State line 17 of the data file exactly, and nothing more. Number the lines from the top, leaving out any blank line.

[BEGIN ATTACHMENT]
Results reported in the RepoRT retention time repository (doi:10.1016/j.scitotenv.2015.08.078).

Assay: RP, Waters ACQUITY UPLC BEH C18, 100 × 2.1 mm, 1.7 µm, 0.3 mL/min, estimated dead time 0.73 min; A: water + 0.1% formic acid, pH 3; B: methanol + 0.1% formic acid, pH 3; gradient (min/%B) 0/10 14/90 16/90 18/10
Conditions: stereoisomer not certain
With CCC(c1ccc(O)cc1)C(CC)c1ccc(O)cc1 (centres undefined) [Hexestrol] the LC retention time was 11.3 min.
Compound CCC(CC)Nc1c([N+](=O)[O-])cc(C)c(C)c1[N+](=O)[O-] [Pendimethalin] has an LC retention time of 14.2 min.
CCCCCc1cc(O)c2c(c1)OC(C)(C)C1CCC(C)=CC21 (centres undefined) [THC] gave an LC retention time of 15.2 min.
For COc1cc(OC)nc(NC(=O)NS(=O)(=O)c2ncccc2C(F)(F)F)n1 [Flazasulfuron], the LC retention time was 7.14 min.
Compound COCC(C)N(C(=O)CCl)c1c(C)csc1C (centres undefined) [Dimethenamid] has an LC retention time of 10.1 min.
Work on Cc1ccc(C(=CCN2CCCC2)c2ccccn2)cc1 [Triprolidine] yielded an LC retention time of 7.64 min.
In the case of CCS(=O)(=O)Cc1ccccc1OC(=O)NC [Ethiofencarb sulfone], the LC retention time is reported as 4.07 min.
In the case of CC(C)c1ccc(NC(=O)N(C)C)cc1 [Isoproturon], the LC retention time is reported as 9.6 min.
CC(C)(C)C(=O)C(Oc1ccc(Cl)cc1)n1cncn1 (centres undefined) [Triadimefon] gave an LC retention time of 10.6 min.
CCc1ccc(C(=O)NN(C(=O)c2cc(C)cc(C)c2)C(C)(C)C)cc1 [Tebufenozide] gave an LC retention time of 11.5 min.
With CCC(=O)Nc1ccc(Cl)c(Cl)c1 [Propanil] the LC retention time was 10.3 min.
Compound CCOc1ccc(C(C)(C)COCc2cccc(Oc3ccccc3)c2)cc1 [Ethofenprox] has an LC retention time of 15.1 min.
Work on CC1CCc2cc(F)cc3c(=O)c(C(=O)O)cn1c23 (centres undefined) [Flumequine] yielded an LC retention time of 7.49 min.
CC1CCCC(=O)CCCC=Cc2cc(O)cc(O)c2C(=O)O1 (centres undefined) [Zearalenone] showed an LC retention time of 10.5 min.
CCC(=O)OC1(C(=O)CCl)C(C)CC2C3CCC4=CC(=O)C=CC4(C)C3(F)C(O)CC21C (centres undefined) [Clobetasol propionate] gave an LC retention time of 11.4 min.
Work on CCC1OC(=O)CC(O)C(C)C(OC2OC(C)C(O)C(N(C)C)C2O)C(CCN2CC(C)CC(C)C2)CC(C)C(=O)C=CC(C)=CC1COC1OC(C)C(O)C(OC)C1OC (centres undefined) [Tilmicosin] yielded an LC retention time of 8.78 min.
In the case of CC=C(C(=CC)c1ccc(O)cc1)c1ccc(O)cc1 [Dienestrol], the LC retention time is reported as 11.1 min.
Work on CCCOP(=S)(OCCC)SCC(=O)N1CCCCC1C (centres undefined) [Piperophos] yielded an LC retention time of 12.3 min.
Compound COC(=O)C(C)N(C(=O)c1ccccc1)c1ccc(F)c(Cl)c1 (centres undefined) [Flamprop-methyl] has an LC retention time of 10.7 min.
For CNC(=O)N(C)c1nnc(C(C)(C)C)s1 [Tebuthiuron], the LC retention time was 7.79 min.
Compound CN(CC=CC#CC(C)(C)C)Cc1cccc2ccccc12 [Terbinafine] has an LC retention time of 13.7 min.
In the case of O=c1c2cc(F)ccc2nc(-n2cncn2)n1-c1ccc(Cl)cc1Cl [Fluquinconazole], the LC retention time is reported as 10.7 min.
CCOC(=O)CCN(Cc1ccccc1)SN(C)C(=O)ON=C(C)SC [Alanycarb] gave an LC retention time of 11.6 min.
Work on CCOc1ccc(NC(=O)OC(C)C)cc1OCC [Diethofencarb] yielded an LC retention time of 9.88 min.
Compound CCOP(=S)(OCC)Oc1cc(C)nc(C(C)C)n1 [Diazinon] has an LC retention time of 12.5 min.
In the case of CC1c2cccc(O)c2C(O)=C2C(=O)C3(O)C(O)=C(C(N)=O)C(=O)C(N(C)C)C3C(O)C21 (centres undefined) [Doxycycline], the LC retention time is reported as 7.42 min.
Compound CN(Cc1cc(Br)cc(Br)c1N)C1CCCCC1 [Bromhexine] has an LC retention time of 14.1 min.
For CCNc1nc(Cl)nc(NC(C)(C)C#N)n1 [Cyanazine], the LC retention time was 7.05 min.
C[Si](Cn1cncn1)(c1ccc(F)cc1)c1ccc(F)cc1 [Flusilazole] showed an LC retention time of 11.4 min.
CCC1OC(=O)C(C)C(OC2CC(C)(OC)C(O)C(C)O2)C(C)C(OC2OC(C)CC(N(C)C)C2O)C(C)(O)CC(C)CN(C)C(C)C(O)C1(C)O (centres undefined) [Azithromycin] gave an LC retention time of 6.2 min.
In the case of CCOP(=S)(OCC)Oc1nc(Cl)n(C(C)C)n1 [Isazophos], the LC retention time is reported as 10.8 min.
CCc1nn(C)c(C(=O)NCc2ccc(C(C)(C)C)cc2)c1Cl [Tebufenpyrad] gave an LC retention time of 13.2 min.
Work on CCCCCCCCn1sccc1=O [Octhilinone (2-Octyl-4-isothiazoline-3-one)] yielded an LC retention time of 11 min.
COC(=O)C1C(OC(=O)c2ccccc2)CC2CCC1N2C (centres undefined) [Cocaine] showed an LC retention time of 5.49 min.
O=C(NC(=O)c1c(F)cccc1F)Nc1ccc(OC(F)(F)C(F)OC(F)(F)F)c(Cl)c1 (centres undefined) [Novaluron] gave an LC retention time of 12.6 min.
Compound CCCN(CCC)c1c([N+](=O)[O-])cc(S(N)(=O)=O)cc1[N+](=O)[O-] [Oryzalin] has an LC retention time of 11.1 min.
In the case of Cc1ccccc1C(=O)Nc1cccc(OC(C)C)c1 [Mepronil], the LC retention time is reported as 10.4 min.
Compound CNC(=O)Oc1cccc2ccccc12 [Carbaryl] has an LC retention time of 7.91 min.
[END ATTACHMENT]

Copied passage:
CC1CCCC(=O)CCCC=Cc2cc(O)cc(O)c2C(=O)O1 (centres undefined) [Zearalenone] showed an LC retention time of 10.5 min.